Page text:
The Philadelphia Phillies desperately crave a divorce from longtime first baseman Ryan Howard. If they want to get one, though, it's going to cost them. A lot.
CBS Sports' Jon Heyman reported Thursday that the Phillies have increased their efforts to trade Howard, specifically contacting American League clubs. The line of thinking is that Howard, a defensive minus for the entirety of his career, would have more value in a situation where he could be an everyday designated hitter.
That, of course, is important because Howard is owed a massive pile of money over the next couple of seasons. The Phillies are on the hook for no less than $60 million over the next two seasons and still have a prorated portion of his deal for 2014 on the books. Howard inked a five-year, $125 million extension in 2010.
The contract carries guaranteed base salaries of $25 million in 2015 and 2016. The Phillies (or another team) would then hold an option for $23 million in 2017, paying a $10 million buyout if they choose to decline. Sending Howard to the American League might lessen the amount of money Philadelphia will have to pay in order to get a team to bite on a potential deal.
Heyman suggested the Phillies will have to eat "much or most" of the remaining deal. Philadelphia has until next Thursday at 4 p.m. ET to consummate a trade before the non-waiver deadline. Because of Howard's onerous deal, however, it's very likely the Phillies can stretch Howard negotiations past the waiver deadline of August 31.
Howard, 34, is in the midst of his third straight miserable season. He's batting .224/.305/.377 with 15 home runs and 60 RBI as the Phillies to continue to rank among baseball's worst offensive clubs. Philadelphia is in the bottom five in runs, batting average, on-base percentage, slugging percentage and nearly every other major category.
Despite having the third-highest Opening Day payroll in Major League Baseball, the Phillies are 44-58 after Thursday's win over the San Francisco Giants. They trail the Washington Nationals by 12.5 games in the National League East and seem headed for their third straight season without October baseball.
The downturn has caused general manager Ruben Amaro Jr. to consider dealing his high-cost veterans with an eye toward the future. Chase Utley, Cliff Lee, Cole Hamels, Jimmy Rollins and Jonathan Papelbon are chief among those players most mentioned on the rumor mill. Howard is the player the Phillies would most like to get rid of because of his salary structure, but he is also the most difficult.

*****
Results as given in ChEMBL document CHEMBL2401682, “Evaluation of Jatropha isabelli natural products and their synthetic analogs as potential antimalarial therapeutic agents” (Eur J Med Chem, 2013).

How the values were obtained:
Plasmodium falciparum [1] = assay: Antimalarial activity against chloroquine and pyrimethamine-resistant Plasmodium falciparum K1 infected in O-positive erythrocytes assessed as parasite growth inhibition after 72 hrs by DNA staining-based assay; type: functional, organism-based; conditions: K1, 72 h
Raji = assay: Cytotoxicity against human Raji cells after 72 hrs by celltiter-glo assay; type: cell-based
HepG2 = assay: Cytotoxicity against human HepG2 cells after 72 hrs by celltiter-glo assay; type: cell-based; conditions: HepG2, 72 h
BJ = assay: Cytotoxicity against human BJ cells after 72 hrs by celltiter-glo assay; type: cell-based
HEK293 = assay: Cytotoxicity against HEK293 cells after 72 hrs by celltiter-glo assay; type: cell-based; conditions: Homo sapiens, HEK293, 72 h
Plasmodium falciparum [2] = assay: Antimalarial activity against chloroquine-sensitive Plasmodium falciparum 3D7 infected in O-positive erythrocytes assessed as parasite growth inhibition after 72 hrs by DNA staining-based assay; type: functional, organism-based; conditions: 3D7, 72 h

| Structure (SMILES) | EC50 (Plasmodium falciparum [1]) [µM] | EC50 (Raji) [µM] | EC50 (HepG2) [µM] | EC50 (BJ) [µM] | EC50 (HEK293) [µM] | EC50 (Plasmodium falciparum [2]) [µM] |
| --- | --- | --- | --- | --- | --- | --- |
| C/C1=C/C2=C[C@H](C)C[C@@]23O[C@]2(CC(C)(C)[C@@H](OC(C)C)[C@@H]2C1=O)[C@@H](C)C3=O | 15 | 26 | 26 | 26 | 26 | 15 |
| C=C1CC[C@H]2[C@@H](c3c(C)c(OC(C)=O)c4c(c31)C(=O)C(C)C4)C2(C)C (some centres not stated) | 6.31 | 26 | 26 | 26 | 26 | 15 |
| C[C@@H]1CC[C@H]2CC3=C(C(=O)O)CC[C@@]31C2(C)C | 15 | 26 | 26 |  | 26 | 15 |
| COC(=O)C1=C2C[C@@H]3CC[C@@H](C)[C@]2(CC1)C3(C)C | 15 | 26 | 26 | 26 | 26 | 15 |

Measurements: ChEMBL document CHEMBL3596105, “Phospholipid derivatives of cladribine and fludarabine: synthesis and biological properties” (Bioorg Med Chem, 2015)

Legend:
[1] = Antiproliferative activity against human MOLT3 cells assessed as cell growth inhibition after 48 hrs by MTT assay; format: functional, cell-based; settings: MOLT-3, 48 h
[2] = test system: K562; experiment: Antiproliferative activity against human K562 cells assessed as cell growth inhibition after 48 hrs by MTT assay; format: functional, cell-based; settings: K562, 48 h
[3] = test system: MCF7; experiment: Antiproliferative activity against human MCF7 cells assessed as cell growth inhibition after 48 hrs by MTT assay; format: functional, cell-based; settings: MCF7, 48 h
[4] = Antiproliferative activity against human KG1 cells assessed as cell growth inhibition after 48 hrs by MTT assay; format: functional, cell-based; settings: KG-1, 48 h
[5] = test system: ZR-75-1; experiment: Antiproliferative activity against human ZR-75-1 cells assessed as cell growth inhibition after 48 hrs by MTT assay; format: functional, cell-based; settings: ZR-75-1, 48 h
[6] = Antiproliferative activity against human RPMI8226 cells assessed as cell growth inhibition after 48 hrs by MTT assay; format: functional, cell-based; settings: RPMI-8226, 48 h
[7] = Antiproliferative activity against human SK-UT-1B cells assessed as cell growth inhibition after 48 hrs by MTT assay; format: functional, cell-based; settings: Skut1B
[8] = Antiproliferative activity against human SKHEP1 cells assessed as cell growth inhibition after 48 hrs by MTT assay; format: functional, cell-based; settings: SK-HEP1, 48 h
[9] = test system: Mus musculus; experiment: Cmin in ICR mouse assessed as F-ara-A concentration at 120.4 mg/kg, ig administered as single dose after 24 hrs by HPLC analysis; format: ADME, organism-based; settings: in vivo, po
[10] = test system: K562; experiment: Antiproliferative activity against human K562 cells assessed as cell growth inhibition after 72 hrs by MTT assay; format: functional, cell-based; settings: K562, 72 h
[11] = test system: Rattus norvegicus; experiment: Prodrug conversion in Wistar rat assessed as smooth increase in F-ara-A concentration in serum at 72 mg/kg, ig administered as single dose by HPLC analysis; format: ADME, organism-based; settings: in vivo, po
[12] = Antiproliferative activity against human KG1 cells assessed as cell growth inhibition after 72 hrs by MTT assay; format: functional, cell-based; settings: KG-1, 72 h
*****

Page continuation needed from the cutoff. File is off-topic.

Manager Ryne Sandberg has benched his struggling first baseman each of the last two days. Outfielder Darin Ruf has started in Howard's place, with Sandberg indicating the position may be more of a platoon going forward.
“I’m interested to see what he can do,” Sandberg told reporters of Ruf. “I know what [Howard] can do. I've seen him for 100 games. I know what he can do. I think it's important to see what a guy like Darin Ruf can do also going forward.”
I'm still not sure why it's suddenly *now* that people realize Ryan Howard is cooked, but okay, why not.— Mike Petriello (@mike_petriello) July 24, 2014
Jim Salisbury of CSN Philly reported the Phillies were even considering releasing Howard if his production doesn't pick up. The Atlanta Braves did something somewhat similar with second baseman Dan Uggla this month, though Atlanta ate a much smaller contract. The Phillies would prefer to find a trade partner who is willing to take at least some of the money headed Howard's way.
The question is whether any team will get desperate enough for power to take the plunge. As mentioned earlier, Howard has one of the most unwieldy contracts in baseball history. Couple that with a steady decline and you get a pretty unattractive combination.
History has shown that some team will step up and take on a bad contract if it thinks the move will help the team, with the Los Angles Angels' trade for Vernon Wells standing out. It could take a while, but the Phillies may get the reprieve they're so badly craving at some point down the road.
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